Alfresco has the public sector in its sights. No major surprises there: the company has been working with the public sector for a long time.
However, Alfresco has shifted its gears recently with the appointment of Austin Adams as its vice president of public sector business.
If his name seems familiar, it could be from his former position at Microsoft, where he was responsible for its business with the US Dept. of Defense, including the Defense Information Systems Agency, the Joint Chiefs of Staff and the Office of the Secretary of Defense.
Capitalizing on Experience
According to his LinkedIn profile, Adams spent more than two years as an account manager at Microsoft, specifically handing DoD business. He had a similar role for two years with InfoReliance, and spent five years with MicroLink, which was acquired by Autonomy (now part of Hewlett-Packard) in 2010.
During the past several years, he's earned several awards, including the Red, White, and Blue Award, which honors the US public sector individual who contributed the most in driving the Microsoft Business Solutions umbrella of products, which includes CRM and ERP, and the US Department of Defense Joint Team Award, for an individual(s) who most significantly impacted the US Dept. of Defense Joint Team.
Adams is tasked with driving Alfresco’s public sector strategy going forward using the DoD 5015.2 certification that Alfresco achieved a number of years ago.
The United States Department of Defense 5015.2-STD — the Design Criteria Standard for Electronic Records Management Software Applications — was implemented in June 2002. This standard defines requirements for the management of records within the Department of Defense, which has become the accepted standard for many state, county and local governments.
“Government agencies are on the verge of a looming content crisis,” Adams said in a statement on his appointment.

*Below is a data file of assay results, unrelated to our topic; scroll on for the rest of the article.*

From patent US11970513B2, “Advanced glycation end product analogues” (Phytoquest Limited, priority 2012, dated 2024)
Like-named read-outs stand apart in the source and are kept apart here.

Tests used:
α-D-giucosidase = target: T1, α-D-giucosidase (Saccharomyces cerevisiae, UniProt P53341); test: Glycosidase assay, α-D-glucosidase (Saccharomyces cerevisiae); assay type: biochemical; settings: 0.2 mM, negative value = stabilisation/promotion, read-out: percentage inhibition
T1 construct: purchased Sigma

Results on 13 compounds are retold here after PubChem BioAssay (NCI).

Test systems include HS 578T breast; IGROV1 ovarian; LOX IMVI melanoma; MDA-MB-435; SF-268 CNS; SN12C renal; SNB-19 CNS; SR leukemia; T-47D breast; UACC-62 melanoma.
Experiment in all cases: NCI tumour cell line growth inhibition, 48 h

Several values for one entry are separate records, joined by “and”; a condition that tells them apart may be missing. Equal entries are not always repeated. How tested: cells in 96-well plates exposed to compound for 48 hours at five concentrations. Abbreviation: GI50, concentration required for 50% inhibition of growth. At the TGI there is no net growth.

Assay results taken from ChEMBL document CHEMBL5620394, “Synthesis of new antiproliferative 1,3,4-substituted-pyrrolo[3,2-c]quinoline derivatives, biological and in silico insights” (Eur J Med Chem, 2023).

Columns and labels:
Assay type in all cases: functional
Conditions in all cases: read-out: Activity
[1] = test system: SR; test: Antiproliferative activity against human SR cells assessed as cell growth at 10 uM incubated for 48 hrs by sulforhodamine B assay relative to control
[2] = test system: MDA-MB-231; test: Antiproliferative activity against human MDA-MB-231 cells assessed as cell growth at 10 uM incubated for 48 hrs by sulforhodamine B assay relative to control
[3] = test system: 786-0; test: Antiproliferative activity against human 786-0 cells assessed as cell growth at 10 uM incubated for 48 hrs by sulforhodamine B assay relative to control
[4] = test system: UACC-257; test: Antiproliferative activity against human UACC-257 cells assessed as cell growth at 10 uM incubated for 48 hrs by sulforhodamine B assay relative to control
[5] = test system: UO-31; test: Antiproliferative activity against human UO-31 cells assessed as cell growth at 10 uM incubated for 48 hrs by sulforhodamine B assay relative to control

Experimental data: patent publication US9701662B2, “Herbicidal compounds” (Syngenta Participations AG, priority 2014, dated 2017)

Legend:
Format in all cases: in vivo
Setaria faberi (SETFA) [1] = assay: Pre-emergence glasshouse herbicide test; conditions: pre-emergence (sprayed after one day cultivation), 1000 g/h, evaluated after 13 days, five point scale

Adams told us that the government has a unique set of problems that are the result of many years of inappropriate technology.
“The enterprise content management sector has been failing the US government for some time. The vast majority enterprise content management deployments have failed. They have not solved their problems and have mostly just added additional cost to the overall cost,” he said.
“They didn’t provide the additional value that people hoped they would get out of these systems. Over years, I’ve been solving government problems and typically watching ECM (Enterprise Content Management) and records management deployments not doing very well.”
He attributes this to the fact that many of these solutions were built at least a decade ago. From the start, many had inadequate security and compliance features
Vendors didn’t develop the systems with the public sector in mind, haven’t developed them in line with other technologies, and now they don't work at all, he said.
He said Alfresco addresses the problem with a simple-to-use, open source, highly scalable, hybrid cloud platform.
“[Alfresco] is really building up a team of people that have a deep understanding and experience of public sector challenges, can speak that language and understand what issues senior decision makers in government departments are having to deal with,” he said.
Specifically, he has been tasked with broadening the perception of Alfresco as platform that solves specific problems like records or content management to a solution that stretches across the enterprise.
“What we are looking to become is an enterprise wide application that is bought and deployed as an enterprise application. We have the scalability and we can save many of these customers many millions of dollars compared to what they are spending,” he said.
“One of the things we are looking for is to become an enterprise application for more than a million users and collapsing legacy eyes into it.”